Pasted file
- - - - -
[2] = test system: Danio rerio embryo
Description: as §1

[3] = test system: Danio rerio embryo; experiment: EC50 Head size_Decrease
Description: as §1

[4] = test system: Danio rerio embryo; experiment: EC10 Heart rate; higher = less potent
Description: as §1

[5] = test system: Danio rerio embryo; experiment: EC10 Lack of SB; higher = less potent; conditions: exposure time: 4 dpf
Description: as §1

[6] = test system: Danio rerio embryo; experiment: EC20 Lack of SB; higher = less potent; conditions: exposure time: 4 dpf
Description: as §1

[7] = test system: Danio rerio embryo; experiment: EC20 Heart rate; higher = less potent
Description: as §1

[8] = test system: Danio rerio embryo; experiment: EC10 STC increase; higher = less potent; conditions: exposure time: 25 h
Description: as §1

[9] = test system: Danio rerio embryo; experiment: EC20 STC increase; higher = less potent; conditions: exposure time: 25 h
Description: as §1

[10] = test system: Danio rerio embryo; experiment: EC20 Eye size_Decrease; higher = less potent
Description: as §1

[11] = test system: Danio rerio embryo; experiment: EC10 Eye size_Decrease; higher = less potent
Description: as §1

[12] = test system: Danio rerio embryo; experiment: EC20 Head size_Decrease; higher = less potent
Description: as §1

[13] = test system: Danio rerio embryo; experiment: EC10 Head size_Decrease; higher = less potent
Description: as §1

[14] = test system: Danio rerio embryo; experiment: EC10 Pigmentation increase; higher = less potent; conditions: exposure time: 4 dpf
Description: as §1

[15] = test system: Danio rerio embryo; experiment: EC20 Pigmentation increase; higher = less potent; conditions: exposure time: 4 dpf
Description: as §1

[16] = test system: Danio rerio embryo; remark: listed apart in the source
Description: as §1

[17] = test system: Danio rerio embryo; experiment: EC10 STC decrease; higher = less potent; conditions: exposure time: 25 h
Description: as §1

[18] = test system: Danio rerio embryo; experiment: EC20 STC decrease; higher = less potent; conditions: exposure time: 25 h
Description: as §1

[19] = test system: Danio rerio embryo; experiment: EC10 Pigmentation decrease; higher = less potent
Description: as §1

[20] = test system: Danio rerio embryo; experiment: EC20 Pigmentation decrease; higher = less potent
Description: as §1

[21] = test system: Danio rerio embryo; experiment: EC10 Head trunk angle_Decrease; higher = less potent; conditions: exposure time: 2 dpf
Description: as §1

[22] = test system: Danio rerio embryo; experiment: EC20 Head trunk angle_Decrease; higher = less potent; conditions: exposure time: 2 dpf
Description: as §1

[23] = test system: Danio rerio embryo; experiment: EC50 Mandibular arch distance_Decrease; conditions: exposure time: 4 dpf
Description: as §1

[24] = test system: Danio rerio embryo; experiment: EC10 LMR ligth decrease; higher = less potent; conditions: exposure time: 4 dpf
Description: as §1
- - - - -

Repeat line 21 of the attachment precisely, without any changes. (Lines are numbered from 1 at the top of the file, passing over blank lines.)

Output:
[12] = test system: Danio rerio embryo; experiment: EC20 Head size_Decrease; higher = less potent